Table IV.

Ex vivo and in vitro (with and without α-GalCer stimulation) percentage of apoptotic CD19+ cells (∆Ψmlow/CD19+) evaluated by CMXRos.

Table IV.

Ex vivo and in vitro (with and without α-GalCer stimulation) percentage of apoptotic CD19+ cells (∆Ψmlow/CD19+) evaluated by CMXRos.

Conditions ∆Ψmlow/CD19+ (%) Median (range)
ex vivo3.60 (0.40–26.70)
24-h in vitro culture without stimulation19.20 (5.30–30.60)
24-h in vitro culture with α-GalCer22.50 (7.60–28.70)

Discussion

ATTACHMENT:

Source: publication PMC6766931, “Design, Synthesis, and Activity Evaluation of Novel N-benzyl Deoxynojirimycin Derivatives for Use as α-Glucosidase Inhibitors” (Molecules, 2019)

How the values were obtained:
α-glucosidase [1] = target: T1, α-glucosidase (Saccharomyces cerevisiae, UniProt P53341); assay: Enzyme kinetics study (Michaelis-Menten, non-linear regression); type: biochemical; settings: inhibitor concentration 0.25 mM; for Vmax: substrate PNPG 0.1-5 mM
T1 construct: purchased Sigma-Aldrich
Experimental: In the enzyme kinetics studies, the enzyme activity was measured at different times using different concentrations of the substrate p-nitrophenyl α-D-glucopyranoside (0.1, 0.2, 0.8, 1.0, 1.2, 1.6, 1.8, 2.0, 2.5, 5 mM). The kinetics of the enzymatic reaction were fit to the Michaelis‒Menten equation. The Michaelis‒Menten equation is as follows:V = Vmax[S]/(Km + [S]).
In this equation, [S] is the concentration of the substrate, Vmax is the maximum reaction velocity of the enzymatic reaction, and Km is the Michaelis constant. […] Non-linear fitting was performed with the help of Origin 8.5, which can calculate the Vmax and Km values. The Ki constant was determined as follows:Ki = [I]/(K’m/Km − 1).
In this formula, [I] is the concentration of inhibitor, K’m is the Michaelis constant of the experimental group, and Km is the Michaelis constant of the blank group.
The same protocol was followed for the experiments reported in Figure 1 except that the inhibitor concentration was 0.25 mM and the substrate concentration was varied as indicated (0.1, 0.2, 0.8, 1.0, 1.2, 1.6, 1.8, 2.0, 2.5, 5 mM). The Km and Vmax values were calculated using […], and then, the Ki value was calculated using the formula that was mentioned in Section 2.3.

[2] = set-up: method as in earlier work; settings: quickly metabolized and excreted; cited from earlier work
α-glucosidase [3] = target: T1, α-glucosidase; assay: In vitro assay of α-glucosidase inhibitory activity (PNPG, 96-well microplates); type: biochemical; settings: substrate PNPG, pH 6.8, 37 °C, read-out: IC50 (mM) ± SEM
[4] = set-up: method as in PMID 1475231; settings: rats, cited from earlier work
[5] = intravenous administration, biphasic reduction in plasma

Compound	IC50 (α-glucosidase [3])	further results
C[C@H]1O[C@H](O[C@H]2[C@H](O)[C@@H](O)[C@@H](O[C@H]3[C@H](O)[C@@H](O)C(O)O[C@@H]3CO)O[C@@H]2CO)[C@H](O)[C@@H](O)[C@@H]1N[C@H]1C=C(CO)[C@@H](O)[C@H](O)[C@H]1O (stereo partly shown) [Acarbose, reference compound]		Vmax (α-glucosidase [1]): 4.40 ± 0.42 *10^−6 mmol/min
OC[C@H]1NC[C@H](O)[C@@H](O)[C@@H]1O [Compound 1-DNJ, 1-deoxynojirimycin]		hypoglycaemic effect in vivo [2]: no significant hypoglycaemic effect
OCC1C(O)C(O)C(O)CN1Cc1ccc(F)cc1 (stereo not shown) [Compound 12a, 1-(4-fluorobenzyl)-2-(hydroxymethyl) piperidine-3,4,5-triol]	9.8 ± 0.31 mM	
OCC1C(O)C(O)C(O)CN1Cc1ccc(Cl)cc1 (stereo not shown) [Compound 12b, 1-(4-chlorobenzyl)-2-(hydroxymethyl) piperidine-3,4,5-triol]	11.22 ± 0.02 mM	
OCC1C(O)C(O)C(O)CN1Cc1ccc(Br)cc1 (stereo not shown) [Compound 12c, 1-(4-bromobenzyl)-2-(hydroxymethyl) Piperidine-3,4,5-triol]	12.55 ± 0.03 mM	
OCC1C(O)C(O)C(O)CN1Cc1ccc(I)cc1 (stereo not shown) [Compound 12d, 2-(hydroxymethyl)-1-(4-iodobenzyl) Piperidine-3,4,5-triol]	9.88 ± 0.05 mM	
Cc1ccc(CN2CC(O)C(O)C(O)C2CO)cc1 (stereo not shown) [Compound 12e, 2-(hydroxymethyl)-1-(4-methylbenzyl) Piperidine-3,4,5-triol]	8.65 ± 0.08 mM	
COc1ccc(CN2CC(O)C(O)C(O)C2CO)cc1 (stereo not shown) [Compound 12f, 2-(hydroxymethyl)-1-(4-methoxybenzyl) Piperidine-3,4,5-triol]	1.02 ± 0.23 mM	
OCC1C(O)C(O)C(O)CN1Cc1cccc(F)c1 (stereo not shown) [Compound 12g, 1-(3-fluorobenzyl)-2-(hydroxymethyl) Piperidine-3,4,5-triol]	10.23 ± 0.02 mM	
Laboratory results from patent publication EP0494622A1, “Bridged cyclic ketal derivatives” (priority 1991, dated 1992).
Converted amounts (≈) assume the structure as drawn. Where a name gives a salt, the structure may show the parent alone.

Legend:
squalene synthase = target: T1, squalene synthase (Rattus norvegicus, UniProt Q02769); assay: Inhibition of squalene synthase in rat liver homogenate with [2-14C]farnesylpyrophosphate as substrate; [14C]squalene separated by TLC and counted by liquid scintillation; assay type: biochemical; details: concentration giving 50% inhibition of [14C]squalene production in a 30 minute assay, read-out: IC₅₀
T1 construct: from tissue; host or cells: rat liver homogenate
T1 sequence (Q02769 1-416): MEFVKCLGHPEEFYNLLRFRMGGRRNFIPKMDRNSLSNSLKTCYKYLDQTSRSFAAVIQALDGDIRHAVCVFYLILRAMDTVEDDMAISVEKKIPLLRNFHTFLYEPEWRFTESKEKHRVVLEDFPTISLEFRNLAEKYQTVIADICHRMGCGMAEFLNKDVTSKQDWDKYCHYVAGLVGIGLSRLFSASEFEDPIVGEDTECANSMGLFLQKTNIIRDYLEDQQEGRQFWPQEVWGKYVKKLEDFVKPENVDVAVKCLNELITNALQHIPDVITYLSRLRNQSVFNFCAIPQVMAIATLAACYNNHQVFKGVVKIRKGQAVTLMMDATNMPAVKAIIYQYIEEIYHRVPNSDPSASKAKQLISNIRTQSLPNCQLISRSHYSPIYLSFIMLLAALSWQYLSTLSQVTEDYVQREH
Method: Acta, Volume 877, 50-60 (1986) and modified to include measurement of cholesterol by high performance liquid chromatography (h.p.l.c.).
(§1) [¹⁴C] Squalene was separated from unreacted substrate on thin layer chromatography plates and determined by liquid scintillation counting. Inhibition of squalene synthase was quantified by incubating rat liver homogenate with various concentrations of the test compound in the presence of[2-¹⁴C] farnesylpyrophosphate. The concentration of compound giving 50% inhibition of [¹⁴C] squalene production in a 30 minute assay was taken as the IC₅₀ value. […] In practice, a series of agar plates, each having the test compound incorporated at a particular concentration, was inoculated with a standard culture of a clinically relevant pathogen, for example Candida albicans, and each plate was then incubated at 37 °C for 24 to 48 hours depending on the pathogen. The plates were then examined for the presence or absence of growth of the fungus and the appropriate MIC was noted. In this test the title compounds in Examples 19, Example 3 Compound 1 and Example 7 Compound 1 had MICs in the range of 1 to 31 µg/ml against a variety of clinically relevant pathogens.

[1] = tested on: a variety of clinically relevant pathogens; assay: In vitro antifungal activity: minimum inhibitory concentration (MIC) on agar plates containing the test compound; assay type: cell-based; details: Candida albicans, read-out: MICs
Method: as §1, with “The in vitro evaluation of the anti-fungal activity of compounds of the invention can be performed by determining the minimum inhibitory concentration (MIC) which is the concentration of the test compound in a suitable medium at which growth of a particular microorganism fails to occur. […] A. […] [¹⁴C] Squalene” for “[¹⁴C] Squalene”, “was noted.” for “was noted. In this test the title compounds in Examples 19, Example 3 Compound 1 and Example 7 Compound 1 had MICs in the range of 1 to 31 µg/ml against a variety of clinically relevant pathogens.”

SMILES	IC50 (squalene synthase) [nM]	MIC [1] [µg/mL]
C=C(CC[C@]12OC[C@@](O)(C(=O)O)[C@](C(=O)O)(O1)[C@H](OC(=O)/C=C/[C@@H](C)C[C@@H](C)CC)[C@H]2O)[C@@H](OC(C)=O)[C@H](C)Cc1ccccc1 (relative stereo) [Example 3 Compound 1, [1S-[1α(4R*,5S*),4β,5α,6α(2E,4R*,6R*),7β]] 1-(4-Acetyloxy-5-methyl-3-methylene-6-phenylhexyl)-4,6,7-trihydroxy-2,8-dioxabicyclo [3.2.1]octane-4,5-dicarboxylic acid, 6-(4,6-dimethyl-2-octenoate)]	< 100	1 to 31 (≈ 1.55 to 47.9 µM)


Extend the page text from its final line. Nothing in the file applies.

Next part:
Deficiencies in cytokine production by the T-lymphocytes of patients with CLL have previously been noted in certain studies (29,30), but few concentrated on the small but essential T cell subpopulation of iNKT (31). iNKT cells recognize lipid antigens, such as αGalCer, when presented in a complex with CD1d (32). To evaluate the functionality of iNKT lymphocytes, they were cultured in vitro and stimulated with the iNKT-specific ligand α-GalCer. It is challenging to select suitable stimulation methods for the analysis of cytokine production, especially for rare cell populations (e.g., iNKT cells). In the present study, whole blood samples were stimulated in vitro. Analysis of cytokine synthesis in whole blood has been utilized in previous studies (3335). Such a method may imitate the natural in vivo environment (34). It was identified that α-GalCer stimulation induced a stronger intracellular cytokine response in patients with CLL, when compared with HVs. Following culture with α-GalCer, iNKT cells exhibited upregulated expression of CD69, an early activation marker, indicating that the examined cells retained the ability to respond to stimulation. In patients with CLL, the percentage of iNKT+IFN-γ+ cells, and of iNKT+IL-4+, was increased with the noticeable dominance of a iNKT subset with intracellular expression of IL-4, while in HVs, the percentage of iNKT cells with IL-4 and IFN-γ expression was similar.